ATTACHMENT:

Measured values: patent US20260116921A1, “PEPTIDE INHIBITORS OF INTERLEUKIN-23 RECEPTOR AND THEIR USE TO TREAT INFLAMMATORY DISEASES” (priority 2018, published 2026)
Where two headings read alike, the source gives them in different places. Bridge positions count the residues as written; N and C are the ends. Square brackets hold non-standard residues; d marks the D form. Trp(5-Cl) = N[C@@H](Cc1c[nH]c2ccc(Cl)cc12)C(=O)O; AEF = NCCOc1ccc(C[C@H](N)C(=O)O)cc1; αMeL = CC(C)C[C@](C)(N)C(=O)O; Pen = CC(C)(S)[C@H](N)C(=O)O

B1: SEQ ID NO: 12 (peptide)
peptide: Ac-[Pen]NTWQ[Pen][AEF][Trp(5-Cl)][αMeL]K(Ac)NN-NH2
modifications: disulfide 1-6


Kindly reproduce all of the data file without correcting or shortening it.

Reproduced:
Measured values: patent US20260116921A1, “PEPTIDE INHIBITORS OF INTERLEUKIN-23 RECEPTOR AND THEIR USE TO TREAT INFLAMMATORY DISEASES” (priority 2018, published 2026)
Where two headings read alike, the source gives them in different places. Bridge positions count the residues as written; N and C are the ends. Square brackets hold non-standard residues; d marks the D form. Trp(5-Cl) = N[C@@H](Cc1c[nH]c2ccc(Cl)cc12)C(=O)O; AEF = NCCOc1ccc(C[C@H](N)C(=O)O)cc1; αMeL = CC(C)C[C@](C)(N)C(=O)O; Pen = CC(C)(S)[C@H](N)C(=O)O

B1: SEQ ID NO: 12 (peptide)
peptide: Ac-[Pen]NTWQ[Pen][AEF][Trp(5-Cl)][αMeL]K(Ac)NN-NH2
modifications: disulfide 1-6